Japan Prime Minister Naoto Kan Says He Will Consider Resigning
TOKYO (AP) — Prime Minister Naoto Kan, facing a no-confidence vote in parliament, said Thursday he will consider resigning once Japan's efforts to recover from its earthquake and tsunami disaster take firm hold.
Kan told members of his party that he felt responsible for carrying through with leading the recovery. He made the comments ahead of a no-confidence vote in parliament submitted by the opposition that has deeply split his ruling party.
"Once the post-quake reconstruction efforts are settled, I will pass on my responsibility to younger generations," he said. "The nuclear crisis is ongoing, and I will make my utmost efforts to end the crisis and move forward with post-quake reconstruction works."
Kan, who became prime minister just a year ago, has been criticized for delays in construction of temporary housing for evacuees from the March 11 disaster, lack of transparency about evacuation information, and a perceived lack of leadership.
On Wednesday, the largest opposition group, the Liberal Democratic Party, submitted the no-confidence motion along with two smaller opposition groups.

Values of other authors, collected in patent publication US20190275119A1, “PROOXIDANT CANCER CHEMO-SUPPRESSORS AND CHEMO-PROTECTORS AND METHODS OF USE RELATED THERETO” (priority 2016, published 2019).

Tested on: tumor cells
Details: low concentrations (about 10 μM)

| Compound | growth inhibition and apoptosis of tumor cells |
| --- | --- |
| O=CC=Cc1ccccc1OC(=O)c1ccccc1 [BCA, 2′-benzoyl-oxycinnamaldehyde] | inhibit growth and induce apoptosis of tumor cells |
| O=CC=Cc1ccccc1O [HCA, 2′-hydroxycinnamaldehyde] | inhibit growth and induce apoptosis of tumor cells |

Although his Democratic Party of Japan controls the powerful lower house of parliament, where the no-confidence motion was submitted, dozens of ruling party lawmakers have expressed concern with his leadership, creating a deep rift.
The motion and the ruling party split have further complicated Kan's efforts to unite the government behind his reconstruction plans, which involve a huge injection of funds and possibly tax increases.
The magnitude 9.0 quake and the massive tsunami that followed damaged the Fukushima Dai-ichi nuclear plant, causing the worst nuclear crisis since Chernobyl in 1986, and left 24,000 people dead or missing. Another 80,000 residents have been forced to evacuate towns contaminated by the radiation-leaking plant.
In the 1990s, Kan was a crusading health minister who stood up to his own bureaucracy to lift the lid on a horrific AIDS scandal, but he was seen as an uninspiring prime minister even before the earthquake with a popularity rating below 20 percent.
He emerged as prime minister last June only after other leaders of his Democratic Party fell. He already is Japan's fifth leader in four years.